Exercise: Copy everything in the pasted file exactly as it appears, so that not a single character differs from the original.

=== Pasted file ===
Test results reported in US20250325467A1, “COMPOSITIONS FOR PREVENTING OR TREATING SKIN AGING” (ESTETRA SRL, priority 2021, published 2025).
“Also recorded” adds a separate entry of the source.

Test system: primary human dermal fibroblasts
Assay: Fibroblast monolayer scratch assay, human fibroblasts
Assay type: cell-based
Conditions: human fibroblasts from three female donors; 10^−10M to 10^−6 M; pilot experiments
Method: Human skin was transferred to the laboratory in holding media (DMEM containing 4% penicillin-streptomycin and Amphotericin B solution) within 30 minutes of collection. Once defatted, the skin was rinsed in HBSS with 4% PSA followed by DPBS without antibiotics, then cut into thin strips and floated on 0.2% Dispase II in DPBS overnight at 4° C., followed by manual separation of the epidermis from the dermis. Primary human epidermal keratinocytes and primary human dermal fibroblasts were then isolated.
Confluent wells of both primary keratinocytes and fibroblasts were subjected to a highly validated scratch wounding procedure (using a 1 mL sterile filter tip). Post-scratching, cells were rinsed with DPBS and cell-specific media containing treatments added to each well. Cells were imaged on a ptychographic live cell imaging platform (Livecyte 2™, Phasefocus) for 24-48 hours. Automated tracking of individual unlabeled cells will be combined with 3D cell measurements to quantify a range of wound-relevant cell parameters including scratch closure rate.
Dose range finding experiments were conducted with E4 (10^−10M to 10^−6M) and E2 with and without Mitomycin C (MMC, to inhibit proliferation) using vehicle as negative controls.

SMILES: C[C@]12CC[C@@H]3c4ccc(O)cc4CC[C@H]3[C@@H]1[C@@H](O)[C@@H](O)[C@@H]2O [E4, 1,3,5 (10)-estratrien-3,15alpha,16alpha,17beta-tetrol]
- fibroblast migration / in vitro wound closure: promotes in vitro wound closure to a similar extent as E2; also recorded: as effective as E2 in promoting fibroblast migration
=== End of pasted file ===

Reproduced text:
Test results reported in US20250325467A1, “COMPOSITIONS FOR PREVENTING OR TREATING SKIN AGING” (ESTETRA SRL, priority 2021, published 2025).
“Also recorded” adds a separate entry of the source.

Test system: primary human dermal fibroblasts
Assay: Fibroblast monolayer scratch assay, human fibroblasts
Assay type: cell-based
Conditions: human fibroblasts from three female donors; 10^−10M to 10^−6 M; pilot experiments
Method: Human skin was transferred to the laboratory in holding media (DMEM containing 4% penicillin-streptomycin and Amphotericin B solution) within 30 minutes of collection. Once defatted, the skin was rinsed in HBSS with 4% PSA followed by DPBS without antibiotics, then cut into thin strips and floated on 0.2% Dispase II in DPBS overnight at 4° C., followed by manual separation of the epidermis from the dermis. Primary human epidermal keratinocytes and primary human dermal fibroblasts were then isolated.
Confluent wells of both primary keratinocytes and fibroblasts were subjected to a highly validated scratch wounding procedure (using a 1 mL sterile filter tip). Post-scratching, cells were rinsed with DPBS and cell-specific media containing treatments added to each well. Cells were imaged on a ptychographic live cell imaging platform (Livecyte 2™, Phasefocus) for 24-48 hours. Automated tracking of individual unlabeled cells will be combined with 3D cell measurements to quantify a range of wound-relevant cell parameters including scratch closure rate.
Dose range finding experiments were conducted with E4 (10^−10M to 10^−6M) and E2 with and without Mitomycin C (MMC, to inhibit proliferation) using vehicle as negative controls.

SMILES: C[C@]12CC[C@@H]3c4ccc(O)cc4CC[C@H]3[C@@H]1[C@@H](O)[C@@H](O)[C@@H]2O [E4, 1,3,5 (10)-estratrien-3,15alpha,16alpha,17beta-tetrol]
- fibroblast migration / in vitro wound closure: promotes in vitro wound closure to a similar extent as E2; also recorded: as effective as E2 in promoting fibroblast migration